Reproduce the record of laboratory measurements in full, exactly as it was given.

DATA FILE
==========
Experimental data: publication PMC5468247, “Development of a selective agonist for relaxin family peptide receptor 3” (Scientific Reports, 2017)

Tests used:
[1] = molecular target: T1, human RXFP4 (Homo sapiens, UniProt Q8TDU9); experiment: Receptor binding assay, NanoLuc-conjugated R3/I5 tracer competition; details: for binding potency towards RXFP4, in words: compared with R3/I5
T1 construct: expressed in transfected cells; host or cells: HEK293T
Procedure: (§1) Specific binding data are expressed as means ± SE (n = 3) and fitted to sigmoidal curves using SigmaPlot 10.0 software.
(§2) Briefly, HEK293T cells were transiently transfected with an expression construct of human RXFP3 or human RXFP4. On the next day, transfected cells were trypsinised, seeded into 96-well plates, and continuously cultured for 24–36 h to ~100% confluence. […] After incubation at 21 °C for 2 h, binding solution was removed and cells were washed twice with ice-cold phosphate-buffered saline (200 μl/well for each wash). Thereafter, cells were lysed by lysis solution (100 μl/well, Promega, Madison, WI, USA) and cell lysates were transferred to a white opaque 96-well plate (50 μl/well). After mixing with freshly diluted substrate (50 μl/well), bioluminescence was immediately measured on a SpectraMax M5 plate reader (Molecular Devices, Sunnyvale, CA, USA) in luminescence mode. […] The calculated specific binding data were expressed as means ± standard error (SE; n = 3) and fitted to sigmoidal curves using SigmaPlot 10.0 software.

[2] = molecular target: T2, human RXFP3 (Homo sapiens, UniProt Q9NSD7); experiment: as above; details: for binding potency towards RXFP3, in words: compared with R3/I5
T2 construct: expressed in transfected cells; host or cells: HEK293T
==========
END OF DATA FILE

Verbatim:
Experimental data: publication PMC5468247, “Development of a selective agonist for relaxin family peptide receptor 3” (Scientific Reports, 2017)

Tests used:
[1] = molecular target: T1, human RXFP4 (Homo sapiens, UniProt Q8TDU9); experiment: Receptor binding assay, NanoLuc-conjugated R3/I5 tracer competition; details: for binding potency towards RXFP4, in words: compared with R3/I5
T1 construct: expressed in transfected cells; host or cells: HEK293T
Procedure: (§1) Specific binding data are expressed as means ± SE (n = 3) and fitted to sigmoidal curves using SigmaPlot 10.0 software.
(§2) Briefly, HEK293T cells were transiently transfected with an expression construct of human RXFP3 or human RXFP4. On the next day, transfected cells were trypsinised, seeded into 96-well plates, and continuously cultured for 24–36 h to ~100% confluence. […] After incubation at 21 °C for 2 h, binding solution was removed and cells were washed twice with ice-cold phosphate-buffered saline (200 μl/well for each wash). Thereafter, cells were lysed by lysis solution (100 μl/well, Promega, Madison, WI, USA) and cell lysates were transferred to a white opaque 96-well plate (50 μl/well). After mixing with freshly diluted substrate (50 μl/well), bioluminescence was immediately measured on a SpectraMax M5 plate reader (Molecular Devices, Sunnyvale, CA, USA) in luminescence mode. […] The calculated specific binding data were expressed as means ± standard error (SE; n = 3) and fitted to sigmoidal curves using SigmaPlot 10.0 software.

[2] = molecular target: T2, human RXFP3 (Homo sapiens, UniProt Q9NSD7); experiment: as above; details: for binding potency towards RXFP3, in words: compared with R3/I5
T2 construct: expressed in transfected cells; host or cells: HEK293T